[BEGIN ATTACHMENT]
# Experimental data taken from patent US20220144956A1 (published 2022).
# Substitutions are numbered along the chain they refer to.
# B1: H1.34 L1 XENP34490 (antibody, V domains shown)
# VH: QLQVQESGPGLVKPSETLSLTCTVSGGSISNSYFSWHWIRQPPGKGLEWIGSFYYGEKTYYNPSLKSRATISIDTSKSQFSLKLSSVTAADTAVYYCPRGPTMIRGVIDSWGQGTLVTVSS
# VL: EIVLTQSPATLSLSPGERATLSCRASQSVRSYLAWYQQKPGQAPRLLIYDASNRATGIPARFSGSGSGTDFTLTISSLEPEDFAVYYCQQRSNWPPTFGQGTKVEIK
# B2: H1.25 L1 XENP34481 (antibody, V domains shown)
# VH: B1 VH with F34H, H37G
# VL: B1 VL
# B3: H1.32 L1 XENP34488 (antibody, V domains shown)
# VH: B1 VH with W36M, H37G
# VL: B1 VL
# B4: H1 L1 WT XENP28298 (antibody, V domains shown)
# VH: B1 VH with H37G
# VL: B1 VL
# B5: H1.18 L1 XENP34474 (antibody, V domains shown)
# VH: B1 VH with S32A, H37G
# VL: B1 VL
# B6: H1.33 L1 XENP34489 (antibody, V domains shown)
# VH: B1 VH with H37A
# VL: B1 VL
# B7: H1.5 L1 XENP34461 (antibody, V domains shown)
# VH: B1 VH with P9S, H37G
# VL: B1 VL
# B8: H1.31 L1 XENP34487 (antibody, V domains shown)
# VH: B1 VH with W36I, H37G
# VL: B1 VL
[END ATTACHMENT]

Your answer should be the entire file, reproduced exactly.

# Experimental data taken from patent US20220144956A1 (published 2022).
# Substitutions are numbered along the chain they refer to.
# B1: H1.34 L1 XENP34490 (antibody, V domains shown)
# VH: QLQVQESGPGLVKPSETLSLTCTVSGGSISNSYFSWHWIRQPPGKGLEWIGSFYYGEKTYYNPSLKSRATISIDTSKSQFSLKLSSVTAADTAVYYCPRGPTMIRGVIDSWGQGTLVTVSS
# VL: EIVLTQSPATLSLSPGERATLSCRASQSVRSYLAWYQQKPGQAPRLLIYDASNRATGIPARFSGSGSGTDFTLTISSLEPEDFAVYYCQQRSNWPPTFGQGTKVEIK
# B2: H1.25 L1 XENP34481 (antibody, V domains shown)
# VH: B1 VH with F34H, H37G
# VL: B1 VL
# B3: H1.32 L1 XENP34488 (antibody, V domains shown)
# VH: B1 VH with W36M, H37G
# VL: B1 VL
# B4: H1 L1 WT XENP28298 (antibody, V domains shown)
# VH: B1 VH with H37G
# VL: B1 VL
# B5: H1.18 L1 XENP34474 (antibody, V domains shown)
# VH: B1 VH with S32A, H37G
# VL: B1 VL
# B6: H1.33 L1 XENP34489 (antibody, V domains shown)
# VH: B1 VH with H37A
# VL: B1 VL
# B7: H1.5 L1 XENP34461 (antibody, V domains shown)
# VH: B1 VH with P9S, H37G
# VL: B1 VL
# B8: H1.31 L1 XENP34487 (antibody, V domains shown)
# VH: B1 VH with W36I, H37G
# VL: B1 VL